ESP Petro acts as a manufacturer, distributor and marketer of specialty chemicals and supply specialty chemicals for a variety of oil and gas field applications including killing bacteria, separating suspended water and other contaminants from crude oil, separating the oil from the gas, pumping enhancement, pumping cleaning, as well as a variety of fluids and additives used in the drilling and production process. At each well that is in production, there exist a number of factors that make each site unique. These include the depth of the producing formation, the bottom-hole temperature of the producing well, the size of the well head through which the producing fluids flow, the size and pressure ratings of the production equipment, including the separators, heater-treaters, compression equipment, size of production tubulars in the wellbore, size of the storage tanks on the customers’ location, and pressure ratings of the sales lines for the oil and gas products. Wells that are operating short distances from each other in the same field can have very different characteristics. This variance in operating conditions, chemical makeup of the oil, and the usage of diverse equipment requires a very specific chemical blend to be used if maximum drilling and production well performance is to be attained.

Our customer base is generally comprised of oil and gas exploration companies that plan, finance, drill and operate wells through the point of full depletion. Of the various stages involved in the development of an oil and gas well, we offer our products and services to our customers in principally two main areas: completion petrochemicals and production petrochemicals.

Completion Petrochemicals

Our completion petrochemicals are primarily used during the completion stage of oil or gas wells that are drilled in various shale formations in the United States. After a well is drilled, we deliver a specialized chemical equipment trailer, or chemical delivery unit, that is used in the pumping of chemicals during the hydraulic fracturing process. Hydraulic fracturing, or fracking, is a technology used to inject a fluid into a well to create fractures in the minerals containing the oil or gas. Usually the fluid is water, sand, and chemical additives. Our chemical delivery units pump chemicals to treat the fluids used in the completion of the oil and gas wells during the fracking process. Each unit consists of a trailer mounted pumping system with associated power generation components, a chemical supply trailer, safety and spill prevention equipment, communication devices, and computerized reporting equipment.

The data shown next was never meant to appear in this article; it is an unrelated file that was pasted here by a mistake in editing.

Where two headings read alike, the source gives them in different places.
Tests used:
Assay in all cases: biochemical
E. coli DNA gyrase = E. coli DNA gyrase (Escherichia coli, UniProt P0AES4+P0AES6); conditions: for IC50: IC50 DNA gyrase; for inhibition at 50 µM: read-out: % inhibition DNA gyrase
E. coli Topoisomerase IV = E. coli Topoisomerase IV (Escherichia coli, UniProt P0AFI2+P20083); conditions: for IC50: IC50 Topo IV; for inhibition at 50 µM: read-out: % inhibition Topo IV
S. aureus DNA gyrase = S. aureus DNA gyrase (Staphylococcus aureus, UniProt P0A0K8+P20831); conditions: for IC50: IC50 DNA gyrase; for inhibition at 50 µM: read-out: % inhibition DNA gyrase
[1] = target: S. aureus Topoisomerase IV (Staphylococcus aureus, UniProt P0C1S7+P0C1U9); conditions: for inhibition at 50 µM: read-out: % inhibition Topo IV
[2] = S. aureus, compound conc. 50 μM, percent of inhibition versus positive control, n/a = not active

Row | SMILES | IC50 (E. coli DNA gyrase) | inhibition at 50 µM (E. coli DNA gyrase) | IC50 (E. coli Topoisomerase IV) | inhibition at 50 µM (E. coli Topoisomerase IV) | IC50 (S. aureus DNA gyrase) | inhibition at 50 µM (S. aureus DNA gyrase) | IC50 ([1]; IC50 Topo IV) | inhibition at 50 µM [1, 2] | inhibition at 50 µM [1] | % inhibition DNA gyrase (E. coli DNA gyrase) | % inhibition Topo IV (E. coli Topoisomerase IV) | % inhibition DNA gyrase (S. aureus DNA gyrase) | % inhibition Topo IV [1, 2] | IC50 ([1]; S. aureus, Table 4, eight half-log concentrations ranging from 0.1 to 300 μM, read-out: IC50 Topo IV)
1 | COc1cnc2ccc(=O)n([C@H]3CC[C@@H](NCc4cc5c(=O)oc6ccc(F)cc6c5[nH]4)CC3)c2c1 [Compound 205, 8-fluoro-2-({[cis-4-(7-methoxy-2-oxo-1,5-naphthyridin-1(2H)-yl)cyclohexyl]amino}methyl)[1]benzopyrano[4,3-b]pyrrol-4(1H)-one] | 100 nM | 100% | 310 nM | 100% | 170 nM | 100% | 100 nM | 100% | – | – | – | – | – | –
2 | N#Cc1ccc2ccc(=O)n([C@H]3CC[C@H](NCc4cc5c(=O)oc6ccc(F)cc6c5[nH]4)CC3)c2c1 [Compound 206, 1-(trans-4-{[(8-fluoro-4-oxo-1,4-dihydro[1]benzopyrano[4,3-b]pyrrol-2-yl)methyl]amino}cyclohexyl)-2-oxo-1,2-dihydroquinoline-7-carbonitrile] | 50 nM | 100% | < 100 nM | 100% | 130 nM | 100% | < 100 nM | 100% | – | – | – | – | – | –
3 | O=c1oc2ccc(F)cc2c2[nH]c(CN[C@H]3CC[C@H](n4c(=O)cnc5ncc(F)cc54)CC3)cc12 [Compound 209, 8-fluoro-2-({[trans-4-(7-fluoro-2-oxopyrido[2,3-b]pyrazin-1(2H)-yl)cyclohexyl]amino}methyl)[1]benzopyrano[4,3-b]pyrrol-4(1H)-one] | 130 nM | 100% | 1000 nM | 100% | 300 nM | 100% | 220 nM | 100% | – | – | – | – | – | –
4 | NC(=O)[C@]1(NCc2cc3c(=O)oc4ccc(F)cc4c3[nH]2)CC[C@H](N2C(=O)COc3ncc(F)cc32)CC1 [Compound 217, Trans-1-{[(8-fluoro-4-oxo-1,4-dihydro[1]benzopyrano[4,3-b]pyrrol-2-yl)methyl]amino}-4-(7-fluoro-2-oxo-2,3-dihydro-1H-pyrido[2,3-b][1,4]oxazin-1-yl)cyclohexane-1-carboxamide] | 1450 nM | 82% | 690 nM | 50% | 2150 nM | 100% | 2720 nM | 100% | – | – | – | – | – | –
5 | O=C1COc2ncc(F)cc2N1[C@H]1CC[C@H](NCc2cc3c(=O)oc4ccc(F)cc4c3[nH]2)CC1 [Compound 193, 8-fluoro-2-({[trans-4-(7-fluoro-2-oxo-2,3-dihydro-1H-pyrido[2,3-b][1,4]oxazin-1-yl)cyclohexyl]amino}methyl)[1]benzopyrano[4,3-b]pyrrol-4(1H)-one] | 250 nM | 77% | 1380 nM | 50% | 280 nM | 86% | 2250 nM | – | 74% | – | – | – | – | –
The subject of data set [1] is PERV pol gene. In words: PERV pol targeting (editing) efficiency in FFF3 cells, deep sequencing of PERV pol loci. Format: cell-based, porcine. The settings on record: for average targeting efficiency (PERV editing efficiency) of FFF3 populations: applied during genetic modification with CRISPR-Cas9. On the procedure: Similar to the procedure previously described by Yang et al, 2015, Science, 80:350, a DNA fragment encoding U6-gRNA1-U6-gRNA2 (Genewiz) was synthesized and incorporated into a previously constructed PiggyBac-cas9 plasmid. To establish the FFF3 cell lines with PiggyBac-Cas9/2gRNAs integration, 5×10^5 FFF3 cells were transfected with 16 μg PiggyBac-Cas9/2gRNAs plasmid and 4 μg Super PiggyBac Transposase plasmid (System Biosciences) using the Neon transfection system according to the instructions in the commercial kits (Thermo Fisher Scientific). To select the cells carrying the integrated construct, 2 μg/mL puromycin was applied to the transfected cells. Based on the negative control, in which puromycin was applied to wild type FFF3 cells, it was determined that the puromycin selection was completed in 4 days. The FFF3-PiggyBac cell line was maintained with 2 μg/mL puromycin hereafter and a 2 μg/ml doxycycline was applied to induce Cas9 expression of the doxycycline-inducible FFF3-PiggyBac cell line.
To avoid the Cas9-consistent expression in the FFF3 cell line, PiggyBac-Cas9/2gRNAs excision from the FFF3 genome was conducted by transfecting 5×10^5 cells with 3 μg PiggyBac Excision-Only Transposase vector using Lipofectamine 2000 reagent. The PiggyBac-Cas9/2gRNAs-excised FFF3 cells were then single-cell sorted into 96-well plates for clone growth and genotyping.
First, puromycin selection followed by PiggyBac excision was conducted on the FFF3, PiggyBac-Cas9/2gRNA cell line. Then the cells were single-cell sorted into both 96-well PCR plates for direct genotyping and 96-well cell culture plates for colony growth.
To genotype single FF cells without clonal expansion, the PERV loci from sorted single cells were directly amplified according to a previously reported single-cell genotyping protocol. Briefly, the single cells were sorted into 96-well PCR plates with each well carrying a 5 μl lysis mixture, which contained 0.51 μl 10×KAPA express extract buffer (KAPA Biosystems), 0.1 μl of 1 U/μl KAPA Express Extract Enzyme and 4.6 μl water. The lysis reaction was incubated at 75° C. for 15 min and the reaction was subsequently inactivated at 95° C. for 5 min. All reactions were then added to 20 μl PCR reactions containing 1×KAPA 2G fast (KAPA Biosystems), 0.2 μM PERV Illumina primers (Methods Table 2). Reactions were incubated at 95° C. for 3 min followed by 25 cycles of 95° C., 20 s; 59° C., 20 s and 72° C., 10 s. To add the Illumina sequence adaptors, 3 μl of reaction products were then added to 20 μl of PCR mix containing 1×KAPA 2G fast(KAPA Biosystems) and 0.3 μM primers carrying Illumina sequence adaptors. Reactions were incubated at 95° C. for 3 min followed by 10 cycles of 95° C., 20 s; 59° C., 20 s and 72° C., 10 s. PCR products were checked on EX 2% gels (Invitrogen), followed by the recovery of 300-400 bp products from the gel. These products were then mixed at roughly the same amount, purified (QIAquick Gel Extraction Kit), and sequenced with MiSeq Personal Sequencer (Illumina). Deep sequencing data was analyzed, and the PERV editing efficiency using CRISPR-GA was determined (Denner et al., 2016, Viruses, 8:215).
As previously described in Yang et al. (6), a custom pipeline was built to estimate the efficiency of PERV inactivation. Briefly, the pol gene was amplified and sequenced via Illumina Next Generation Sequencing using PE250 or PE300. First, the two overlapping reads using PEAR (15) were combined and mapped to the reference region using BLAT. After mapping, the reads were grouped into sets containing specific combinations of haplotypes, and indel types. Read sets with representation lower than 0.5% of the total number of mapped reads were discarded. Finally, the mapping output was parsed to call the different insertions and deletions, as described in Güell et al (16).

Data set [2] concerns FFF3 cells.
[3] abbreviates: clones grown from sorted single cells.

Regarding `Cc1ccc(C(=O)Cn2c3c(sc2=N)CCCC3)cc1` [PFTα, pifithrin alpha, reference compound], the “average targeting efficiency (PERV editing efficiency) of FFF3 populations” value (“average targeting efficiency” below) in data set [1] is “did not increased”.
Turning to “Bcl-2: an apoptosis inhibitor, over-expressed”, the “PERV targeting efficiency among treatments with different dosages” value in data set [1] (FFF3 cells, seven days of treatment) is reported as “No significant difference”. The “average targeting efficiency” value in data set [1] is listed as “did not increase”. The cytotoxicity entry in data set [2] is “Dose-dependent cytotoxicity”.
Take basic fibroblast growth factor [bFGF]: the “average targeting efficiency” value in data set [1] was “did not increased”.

The units pump treatment chemicals to eliminate the bacteria contamination present in the fluids used in the fracking process. We have developed a specialized chemical formulation that is intended to provide for a longer term bacteria-contamination elimination time frame than what is currently supplied by our competitors. The longer term time frame is designed to provide our customers significant cost savings in the removal treatment of contaminants from the oil and gas well-stream once the well has been placed into production.

 
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Once the completion works is concluded at the well, which typically takes between 2-5 days, our chemical delivery units are moved out of the location and sent back to the appropriate district office for the next completion job.
 
Production Petrochemicals

After a well has been completed and placed into production, we supply production chemicals and services that are designed to be administered throughout the life of the well. Through the utilization of over 100 base chemicals, we replicate well conditions, analyze the properties of the well, determine the precise mix of chemicals to treat the well and then inject the chemicals in small batches via our specialized equipment. Our production petrochemicals include, but are not limited to, drilling chemicals, waste remediation chemicals, cleaners and waste treatment chemicals as follows:

Surfactants that are highly effective in treating production and injection problems at the customer well- head;
Well completion and work-over chemicals that maximize productivity from new and existing wells;